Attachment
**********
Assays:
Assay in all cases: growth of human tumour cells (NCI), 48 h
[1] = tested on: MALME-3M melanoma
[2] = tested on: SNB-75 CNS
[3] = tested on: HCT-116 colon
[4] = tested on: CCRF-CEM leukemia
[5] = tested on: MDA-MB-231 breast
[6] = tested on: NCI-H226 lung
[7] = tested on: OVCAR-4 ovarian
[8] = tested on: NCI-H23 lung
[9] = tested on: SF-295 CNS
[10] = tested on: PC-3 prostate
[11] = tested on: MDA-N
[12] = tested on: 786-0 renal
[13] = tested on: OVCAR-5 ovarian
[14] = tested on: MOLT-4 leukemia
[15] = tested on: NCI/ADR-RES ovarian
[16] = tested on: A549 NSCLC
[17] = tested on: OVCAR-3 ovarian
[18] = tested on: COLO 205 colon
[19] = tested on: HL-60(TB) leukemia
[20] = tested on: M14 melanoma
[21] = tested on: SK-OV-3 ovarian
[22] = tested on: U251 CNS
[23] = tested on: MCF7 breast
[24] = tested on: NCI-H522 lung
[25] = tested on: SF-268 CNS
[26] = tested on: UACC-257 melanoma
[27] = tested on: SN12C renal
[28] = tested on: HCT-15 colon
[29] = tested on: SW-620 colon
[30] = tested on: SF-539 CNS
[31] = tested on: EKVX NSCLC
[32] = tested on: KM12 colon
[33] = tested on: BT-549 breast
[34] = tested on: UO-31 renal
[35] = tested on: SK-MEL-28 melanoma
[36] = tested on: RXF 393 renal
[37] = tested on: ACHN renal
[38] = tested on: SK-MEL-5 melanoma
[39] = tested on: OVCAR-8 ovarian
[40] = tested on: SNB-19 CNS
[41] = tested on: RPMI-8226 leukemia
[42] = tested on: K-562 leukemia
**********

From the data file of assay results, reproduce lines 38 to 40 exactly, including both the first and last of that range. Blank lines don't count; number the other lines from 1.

[36] = tested on: RXF 393 renal
[37] = tested on: ACHN renal
[38] = tested on: SK-MEL-5 melanoma